The lives of ‘pet’ monkeys and apes differ greatly from those they would have in their natural setting. It is cruel to have monkeys as pets for the following reasons:
‘Pet’ monkeys are often deprived of their natural moms at birth and denied the ability to spend their lives in line with their instincts and with others of their species.
A fast online search yields forty-eight websites that specialize in selling young monkeys and apes.
The newborn siamang was taken from his mother and sold as a ‘pet’ to a subdivision resident. It should be in her mother’s arms.
The ‘pet’ monkeys will never live in the forest.
The newborn spider monkey will never know the incredible relationship and love that his monkey mother would have provided.
Individuals who own primates often try to modify the character of the monkey/ape rather than the nature of the care offered.
Containment in tiny barren enclosures, chaining, startling, whipping “into submission,” or even excruciating mutilations such as tooth and nail removal are examples of such practices.
A white-fronted capuchin wearing a dress and standing on a child’s shoulders for school visits. Nonhuman primates find clothing odd and restricting.
This little capuchin is still bloated and in discomfort as a result of having his teeth pulled.
These youngsters are being exposed to danger and are becoming desensitized to the demands of wild animals.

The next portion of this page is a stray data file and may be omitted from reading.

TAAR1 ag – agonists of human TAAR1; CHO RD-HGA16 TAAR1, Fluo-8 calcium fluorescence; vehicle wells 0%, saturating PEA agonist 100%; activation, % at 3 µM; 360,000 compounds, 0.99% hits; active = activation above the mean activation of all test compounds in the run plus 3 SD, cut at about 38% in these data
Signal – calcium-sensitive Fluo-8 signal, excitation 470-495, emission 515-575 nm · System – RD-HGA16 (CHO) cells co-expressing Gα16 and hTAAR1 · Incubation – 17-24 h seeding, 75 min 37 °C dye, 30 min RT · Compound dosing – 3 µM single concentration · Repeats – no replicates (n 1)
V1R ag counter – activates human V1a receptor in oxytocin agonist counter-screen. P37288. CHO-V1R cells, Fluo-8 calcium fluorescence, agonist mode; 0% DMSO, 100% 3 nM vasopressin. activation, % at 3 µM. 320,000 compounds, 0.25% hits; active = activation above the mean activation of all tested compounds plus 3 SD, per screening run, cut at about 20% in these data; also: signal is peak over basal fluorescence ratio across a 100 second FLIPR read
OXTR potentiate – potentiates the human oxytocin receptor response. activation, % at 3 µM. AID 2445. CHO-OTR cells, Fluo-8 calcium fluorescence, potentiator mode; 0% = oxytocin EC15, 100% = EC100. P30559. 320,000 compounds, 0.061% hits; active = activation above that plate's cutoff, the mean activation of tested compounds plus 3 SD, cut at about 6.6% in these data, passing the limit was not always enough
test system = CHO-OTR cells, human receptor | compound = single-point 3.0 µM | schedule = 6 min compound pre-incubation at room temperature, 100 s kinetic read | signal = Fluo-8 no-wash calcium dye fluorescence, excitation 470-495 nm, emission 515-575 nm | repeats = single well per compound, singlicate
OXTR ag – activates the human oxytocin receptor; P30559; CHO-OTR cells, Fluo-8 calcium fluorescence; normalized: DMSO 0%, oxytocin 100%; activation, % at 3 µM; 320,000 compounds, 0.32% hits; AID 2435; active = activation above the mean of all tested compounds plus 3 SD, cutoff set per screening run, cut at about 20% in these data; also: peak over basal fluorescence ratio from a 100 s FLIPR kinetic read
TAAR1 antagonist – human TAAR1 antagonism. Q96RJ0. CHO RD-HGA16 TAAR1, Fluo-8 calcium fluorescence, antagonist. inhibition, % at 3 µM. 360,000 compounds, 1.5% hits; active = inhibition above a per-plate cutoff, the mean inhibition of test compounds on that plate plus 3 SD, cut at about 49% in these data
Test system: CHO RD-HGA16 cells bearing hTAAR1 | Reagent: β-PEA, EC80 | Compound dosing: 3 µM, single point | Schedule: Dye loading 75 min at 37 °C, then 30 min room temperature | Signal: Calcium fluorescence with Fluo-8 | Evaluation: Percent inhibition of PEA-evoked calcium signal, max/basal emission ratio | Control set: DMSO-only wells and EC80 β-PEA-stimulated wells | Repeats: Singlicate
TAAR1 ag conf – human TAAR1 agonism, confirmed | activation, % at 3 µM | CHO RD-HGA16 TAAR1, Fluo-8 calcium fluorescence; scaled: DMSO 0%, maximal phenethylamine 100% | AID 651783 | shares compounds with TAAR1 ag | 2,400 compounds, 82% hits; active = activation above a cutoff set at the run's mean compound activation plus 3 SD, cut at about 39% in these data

For the owners’ entertainment, this capuchin monkey is clothed in unpleasant, restrictive attire.
Nonhuman primates need specialized care, including housing, nutrition, and upkeep, which the normal person cannot supply.
Monkeys and apes frequently suffer from inadequate treatment while in the hands of private persons.
Life in a backyard, cellar, or garage cage cannot begin to match these clever, gregarious creatures’ inherent wants and aspirations.
When they are not clothed and tethered, many adult monkeys are kept in a parrot cage.
Disease transmission is a concern for these youngsters and nonhuman primates.
There is a high danger of illness transmission between nonhuman primates and children.
Pet monkeys can transmit diseases to humans, and vice versa.
Having pet monkeys visit school is a popular thing but the ‘pet’ macaque in a classroom is most certainly infected with the Simian Herpes B virus, which is almost invariably lethal to humans.
This careless action endangers the toddler’s life and puts both the youngster and the monkey at risk of disease transmission.
Also, a capuchin monkey’s bite might easily sever a child’s jugular vein.